So you have been pregnant for 34 weeks now and you’re almost there! So far, your pregnancy has gone off without a hitch, but you begin to experience some 34 weeks pregnant cramping. Remember your third trimester will be the most physically challenging for your body. Your baby is growing very quickly and things are starting to settle in before delivery. While cramping may be a cause for concern, you may want to know when you need to call the doctor. This article will give you more information on some of the causes and what to do.

What Causes 34 Weeks Pregnant Cramping?

When you have cramping at 34 weeks pregnancy, it can be very normal, or it can be a sign that something may be wrong. If you ever feel like something isn’t right, it’s better to contact your doctor or check-in to labor and delivery at the hospital just to be safe. Preparing yourself beforehand may help to ease some of your concerns.

Cramping in the third trimester is often very normal, as long as the cramping is mild. You may even notice tightening or hardening of your uterus once in a while. These are “practice contractions” that help get your body ready for the big day. Most of the time, mild cramping is just your body warming up for labor and nothing to worry about. If you have other symptoms likebleeding, back pain, water leakage and you are 34 to 37 weeks you should contact your doctor.

Here is a list of causes for 34 weeks pregnant cramping:

Possible Causes


Stretching of the Ligaments

During and after your second trimester, you will notice some cramping on either side of your abdomen. This feels like you pulled a muscle, but the feeling calms down after you rest. This is the band of ligaments that hold up your uterus stretching with the growth of the baby. You may feel a sharp twinge when you walk or roll over in bed. It can feel like period cramps, but goes away. If the pain does not go away with rest, you may want to call your doctor.

Early Labor

(Braxton-Hicks vs. true labor contractions)

  • After 33 weeks, you will start to notice your abdomen hardening and then relaxing. These are “practice contractions” known as, Braxton-Hicks. They only happen occasionally and may be accompanied by cramping. They increase and happen more often in the later weeks of pregnancy. If you walk or move around more, they tend to go away.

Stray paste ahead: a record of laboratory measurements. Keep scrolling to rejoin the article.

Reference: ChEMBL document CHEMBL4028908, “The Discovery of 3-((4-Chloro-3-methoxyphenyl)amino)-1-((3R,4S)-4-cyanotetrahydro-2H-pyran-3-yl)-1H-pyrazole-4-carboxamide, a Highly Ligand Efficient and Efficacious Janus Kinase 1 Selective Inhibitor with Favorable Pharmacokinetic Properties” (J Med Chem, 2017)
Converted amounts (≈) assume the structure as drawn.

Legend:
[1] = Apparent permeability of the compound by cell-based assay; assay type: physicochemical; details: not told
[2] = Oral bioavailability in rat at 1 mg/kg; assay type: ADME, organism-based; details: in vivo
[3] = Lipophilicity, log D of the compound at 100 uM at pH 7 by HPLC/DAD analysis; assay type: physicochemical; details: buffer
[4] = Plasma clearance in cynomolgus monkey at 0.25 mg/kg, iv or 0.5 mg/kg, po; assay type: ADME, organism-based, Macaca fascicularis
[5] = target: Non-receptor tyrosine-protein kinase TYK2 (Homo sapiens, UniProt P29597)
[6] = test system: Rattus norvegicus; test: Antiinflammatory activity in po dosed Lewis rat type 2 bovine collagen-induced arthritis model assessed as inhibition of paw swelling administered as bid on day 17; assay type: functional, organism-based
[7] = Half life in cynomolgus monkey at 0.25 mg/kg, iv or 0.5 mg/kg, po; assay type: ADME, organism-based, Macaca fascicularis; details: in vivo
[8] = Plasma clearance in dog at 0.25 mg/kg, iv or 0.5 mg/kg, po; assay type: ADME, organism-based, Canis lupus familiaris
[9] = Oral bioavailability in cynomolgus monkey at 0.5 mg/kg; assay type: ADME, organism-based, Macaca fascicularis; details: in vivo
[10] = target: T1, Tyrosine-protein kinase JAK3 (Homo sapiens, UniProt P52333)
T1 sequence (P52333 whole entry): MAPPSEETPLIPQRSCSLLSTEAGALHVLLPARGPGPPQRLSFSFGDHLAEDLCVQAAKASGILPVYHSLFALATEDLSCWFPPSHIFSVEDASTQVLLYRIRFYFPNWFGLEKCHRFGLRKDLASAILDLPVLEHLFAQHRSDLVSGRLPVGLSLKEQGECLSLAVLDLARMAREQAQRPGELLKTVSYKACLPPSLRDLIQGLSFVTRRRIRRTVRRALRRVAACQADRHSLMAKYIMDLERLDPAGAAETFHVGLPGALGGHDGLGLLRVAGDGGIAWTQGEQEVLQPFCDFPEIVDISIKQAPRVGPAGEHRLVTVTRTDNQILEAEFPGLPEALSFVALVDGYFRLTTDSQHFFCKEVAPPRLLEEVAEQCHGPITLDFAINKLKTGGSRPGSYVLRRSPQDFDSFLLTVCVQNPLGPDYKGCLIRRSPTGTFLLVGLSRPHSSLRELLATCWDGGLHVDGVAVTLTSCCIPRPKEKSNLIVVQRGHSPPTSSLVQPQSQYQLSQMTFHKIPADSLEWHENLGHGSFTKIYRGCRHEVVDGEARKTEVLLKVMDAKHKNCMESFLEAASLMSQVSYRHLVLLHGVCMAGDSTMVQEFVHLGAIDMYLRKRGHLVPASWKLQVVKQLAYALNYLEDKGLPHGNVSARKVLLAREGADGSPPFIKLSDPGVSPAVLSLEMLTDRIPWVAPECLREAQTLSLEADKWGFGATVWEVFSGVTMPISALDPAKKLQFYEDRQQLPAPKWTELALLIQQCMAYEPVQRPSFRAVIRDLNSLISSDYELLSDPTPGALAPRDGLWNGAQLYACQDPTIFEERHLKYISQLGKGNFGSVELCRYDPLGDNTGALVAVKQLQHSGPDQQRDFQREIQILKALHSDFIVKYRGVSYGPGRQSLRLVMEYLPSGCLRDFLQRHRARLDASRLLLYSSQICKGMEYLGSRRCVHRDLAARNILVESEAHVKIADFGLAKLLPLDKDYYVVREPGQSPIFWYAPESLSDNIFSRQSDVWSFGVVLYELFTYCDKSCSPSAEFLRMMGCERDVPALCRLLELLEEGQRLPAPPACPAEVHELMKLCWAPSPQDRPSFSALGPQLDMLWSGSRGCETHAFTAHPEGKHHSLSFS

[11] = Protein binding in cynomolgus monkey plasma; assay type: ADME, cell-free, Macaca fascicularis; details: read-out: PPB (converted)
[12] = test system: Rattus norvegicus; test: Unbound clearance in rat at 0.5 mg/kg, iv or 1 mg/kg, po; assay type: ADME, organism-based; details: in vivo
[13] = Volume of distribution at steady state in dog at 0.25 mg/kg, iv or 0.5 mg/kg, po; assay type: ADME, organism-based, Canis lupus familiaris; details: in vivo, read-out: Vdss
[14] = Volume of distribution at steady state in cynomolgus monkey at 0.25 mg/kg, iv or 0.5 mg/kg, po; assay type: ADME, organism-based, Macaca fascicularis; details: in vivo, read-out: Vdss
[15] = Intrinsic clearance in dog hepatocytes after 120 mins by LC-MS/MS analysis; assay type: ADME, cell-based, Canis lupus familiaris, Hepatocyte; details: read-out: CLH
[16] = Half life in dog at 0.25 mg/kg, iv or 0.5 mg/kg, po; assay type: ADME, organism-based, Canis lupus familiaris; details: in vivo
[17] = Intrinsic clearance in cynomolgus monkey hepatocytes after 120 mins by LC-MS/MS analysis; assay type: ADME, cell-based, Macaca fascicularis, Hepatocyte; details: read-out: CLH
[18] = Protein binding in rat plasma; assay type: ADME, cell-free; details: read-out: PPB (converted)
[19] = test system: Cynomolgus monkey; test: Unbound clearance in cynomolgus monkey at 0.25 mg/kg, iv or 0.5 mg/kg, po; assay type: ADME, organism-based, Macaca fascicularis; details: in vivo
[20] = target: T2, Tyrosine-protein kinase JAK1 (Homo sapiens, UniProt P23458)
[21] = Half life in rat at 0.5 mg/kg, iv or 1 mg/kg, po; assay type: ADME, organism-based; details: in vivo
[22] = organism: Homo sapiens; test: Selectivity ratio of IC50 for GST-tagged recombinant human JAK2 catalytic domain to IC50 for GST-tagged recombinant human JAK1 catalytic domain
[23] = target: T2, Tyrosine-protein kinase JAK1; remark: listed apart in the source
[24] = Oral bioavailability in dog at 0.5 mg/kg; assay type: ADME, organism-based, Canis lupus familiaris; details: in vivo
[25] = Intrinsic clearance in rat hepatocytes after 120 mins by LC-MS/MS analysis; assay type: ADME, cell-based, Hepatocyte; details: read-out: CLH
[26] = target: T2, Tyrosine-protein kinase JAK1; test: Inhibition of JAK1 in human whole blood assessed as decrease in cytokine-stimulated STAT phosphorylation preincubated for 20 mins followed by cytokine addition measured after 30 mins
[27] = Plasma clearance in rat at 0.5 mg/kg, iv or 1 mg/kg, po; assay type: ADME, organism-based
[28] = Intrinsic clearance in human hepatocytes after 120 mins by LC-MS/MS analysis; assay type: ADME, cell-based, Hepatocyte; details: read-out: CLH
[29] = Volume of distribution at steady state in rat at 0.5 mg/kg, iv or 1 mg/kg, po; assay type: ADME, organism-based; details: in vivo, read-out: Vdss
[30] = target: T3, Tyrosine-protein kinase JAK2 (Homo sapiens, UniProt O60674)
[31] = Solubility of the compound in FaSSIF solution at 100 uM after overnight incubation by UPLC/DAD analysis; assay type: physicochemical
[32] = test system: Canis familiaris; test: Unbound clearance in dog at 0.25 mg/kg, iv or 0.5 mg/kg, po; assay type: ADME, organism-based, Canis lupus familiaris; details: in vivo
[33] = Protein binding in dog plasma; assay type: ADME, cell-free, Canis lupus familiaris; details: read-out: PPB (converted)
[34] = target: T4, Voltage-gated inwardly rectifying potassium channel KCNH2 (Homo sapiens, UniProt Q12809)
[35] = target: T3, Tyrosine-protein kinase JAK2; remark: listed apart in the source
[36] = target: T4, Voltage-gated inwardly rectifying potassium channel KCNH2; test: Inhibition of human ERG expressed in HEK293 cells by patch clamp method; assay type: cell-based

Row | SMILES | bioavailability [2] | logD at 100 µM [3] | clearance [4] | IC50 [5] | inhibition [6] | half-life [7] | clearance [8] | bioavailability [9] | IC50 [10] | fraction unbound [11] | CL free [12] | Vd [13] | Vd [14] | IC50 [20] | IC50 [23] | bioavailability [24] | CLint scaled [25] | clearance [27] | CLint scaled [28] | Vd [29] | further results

• Real labor contractions do not go away with movement or walking, but actually get more intense. Once way to know if you are going into real labor is to time the contractions. If they become closer together and the cramping gets worse, you should call your doctor.


Dehydration can irritate the uterine muscles and bring on contractions and cramping. Most of the time, when this is due to dehydration increased fluids with make it stop.

Abrupted Placenta

In some cases, the placenta can tear away from the wall of your uterus. This is a very serious condition and a medical emergency. If you feel cramping with a sharp pain and bleeding, get to your nearest hospital or call 911.


If you have high blood pressure and protein in your urine in your second and third trimester, this is known as pre-eclampsia. If the condition becomes serious, you may have cramping and pain in your abdomen. If this is accompanied by a severe headache, swelling, and changes in vision, call your doctor or get to an emergency room.

When to Be Concerned

As discussed, 34 weeks pregnant cramping is normal if it is mild. If you experience the following, contact your doctor or go to your nearest emergency room:

  • Pain in your abdomen that has you doubled over
  • Bleeding or even spotting
  • Fever
  • Feeling faint or dizzy
  • Contractions before 37 weeks

What to Do About 34 Weeks Pregnancy Cramping

If you have checked with your doctor and your 34 weeks’ pregnancy cramping is given the “all-clear” and not reason to worry, there are a few things to do to help make you more comfortable. These include:

  • Get up and walk around
  • Take a warm shower
  • Distract yourself with music or TV
  • Try sitting on an exercise or birthing ball and gently rock back and forth
  • Increase your fluid intake
  • Gently massage the sides of your belly

Experiences of Other Moms

Is being 34 weeks pregnant, cramping at the same time, normal for other moms? What have they been through?

“I just hit 34 weeks and am pregnancy with my first baby. I noticed the other day the baby dropped and I started having some cramps. I called my doctor and she told me this is just more stretching in my pelvic area. I was told to call if the cramping worsens or doesn’t go away. So far, I haven’t had any issues or signs of early labor.”        ----Tina

“I had cramping in my 34th week that didn’t go away. I called my doctor and was told to go to labor and delivery to be checked. They drew my blood and took some urine and found out I was dehydrated. The cramping cleared up with IV fluids and they told me to drink lots of water in the coming weeks.”             ---- Jeanna

“I had cramping at 34 weeks and my mucous plug came out. The cramps didn’t go away so my doctor had me go to labor and delivery. My uterine was just being “touchy” and they gave me a shot to calm things down. They also hydrated me with fluids and it went away. I ended up delivering at 38 weeks which is right on time.”          ----Chrissy